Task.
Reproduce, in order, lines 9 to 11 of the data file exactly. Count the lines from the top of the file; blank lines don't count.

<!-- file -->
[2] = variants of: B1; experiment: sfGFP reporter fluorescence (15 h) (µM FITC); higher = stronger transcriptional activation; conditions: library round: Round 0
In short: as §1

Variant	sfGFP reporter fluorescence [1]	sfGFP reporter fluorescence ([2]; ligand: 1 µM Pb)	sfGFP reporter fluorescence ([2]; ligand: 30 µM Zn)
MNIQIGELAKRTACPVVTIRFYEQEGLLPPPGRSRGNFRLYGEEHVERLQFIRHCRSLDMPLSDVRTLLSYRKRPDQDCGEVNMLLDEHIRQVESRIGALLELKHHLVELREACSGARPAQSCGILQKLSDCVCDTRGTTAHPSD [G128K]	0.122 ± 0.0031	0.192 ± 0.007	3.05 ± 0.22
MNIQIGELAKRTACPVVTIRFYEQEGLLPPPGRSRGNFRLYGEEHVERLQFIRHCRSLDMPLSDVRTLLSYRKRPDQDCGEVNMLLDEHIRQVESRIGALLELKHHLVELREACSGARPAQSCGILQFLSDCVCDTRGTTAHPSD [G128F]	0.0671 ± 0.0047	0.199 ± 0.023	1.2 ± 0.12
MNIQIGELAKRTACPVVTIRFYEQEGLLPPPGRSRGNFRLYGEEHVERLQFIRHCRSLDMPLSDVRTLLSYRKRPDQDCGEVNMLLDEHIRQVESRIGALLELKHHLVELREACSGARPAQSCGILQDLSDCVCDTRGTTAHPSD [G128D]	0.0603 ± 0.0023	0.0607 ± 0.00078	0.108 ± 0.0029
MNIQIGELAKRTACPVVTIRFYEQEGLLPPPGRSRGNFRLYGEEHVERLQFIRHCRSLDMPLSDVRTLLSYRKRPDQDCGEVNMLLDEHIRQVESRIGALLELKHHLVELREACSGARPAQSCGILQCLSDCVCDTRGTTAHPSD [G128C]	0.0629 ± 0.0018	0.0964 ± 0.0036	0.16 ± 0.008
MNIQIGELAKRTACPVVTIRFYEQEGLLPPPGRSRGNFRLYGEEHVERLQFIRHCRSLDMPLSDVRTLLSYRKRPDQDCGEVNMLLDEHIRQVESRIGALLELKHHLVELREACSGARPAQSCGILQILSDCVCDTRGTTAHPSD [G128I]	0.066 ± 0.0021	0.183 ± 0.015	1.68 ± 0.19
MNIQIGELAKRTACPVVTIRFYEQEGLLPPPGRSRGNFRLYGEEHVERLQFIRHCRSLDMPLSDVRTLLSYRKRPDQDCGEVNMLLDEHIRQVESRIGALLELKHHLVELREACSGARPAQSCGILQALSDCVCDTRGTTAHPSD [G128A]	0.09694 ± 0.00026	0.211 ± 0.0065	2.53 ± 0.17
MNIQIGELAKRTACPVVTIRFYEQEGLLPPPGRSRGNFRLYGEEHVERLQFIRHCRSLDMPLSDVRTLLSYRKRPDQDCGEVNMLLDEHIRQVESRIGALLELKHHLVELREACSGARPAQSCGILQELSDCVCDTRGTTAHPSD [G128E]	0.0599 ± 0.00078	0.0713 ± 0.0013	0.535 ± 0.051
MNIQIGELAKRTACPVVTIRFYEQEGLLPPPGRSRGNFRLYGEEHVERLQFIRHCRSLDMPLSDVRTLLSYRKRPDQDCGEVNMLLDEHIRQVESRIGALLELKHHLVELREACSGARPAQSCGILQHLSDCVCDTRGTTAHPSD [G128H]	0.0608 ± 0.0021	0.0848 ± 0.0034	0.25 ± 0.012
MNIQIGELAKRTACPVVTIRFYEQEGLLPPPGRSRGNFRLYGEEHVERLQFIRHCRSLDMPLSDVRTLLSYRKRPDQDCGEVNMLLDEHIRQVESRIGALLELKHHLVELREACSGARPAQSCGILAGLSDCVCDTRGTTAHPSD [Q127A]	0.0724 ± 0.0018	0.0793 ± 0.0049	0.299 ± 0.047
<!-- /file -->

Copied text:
MNIQIGELAKRTACPVVTIRFYEQEGLLPPPGRSRGNFRLYGEEHVERLQFIRHCRSLDMPLSDVRTLLSYRKRPDQDCGEVNMLLDEHIRQVESRIGALLELKHHLVELREACSGARPAQSCGILQALSDCVCDTRGTTAHPSD [G128A]	0.09694 ± 0.00026	0.211 ± 0.0065	2.53 ± 0.17
MNIQIGELAKRTACPVVTIRFYEQEGLLPPPGRSRGNFRLYGEEHVERLQFIRHCRSLDMPLSDVRTLLSYRKRPDQDCGEVNMLLDEHIRQVESRIGALLELKHHLVELREACSGARPAQSCGILQELSDCVCDTRGTTAHPSD [G128E]	0.0599 ± 0.00078	0.0713 ± 0.0013	0.535 ± 0.051
MNIQIGELAKRTACPVVTIRFYEQEGLLPPPGRSRGNFRLYGEEHVERLQFIRHCRSLDMPLSDVRTLLSYRKRPDQDCGEVNMLLDEHIRQVESRIGALLELKHHLVELREACSGARPAQSCGILQHLSDCVCDTRGTTAHPSD [G128H]	0.0608 ± 0.0021	0.0848 ± 0.0034	0.25 ± 0.012